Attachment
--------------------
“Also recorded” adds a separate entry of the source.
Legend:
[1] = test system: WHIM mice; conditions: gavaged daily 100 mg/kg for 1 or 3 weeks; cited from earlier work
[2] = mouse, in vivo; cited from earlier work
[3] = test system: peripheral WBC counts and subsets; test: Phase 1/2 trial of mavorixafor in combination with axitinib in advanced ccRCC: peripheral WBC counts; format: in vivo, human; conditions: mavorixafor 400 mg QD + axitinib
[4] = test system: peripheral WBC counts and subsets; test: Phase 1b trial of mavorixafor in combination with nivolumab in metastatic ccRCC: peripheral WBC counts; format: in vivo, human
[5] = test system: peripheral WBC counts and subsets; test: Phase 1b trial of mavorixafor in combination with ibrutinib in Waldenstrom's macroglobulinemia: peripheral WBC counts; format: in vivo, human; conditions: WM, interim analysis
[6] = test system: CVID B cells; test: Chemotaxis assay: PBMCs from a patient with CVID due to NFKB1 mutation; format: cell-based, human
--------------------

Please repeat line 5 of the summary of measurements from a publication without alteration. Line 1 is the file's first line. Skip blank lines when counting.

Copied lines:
[3] = test system: peripheral WBC counts and subsets; test: Phase 1/2 trial of mavorixafor in combination with axitinib in advanced ccRCC: peripheral WBC counts; format: in vivo, human; conditions: mavorixafor 400 mg QD + axitinib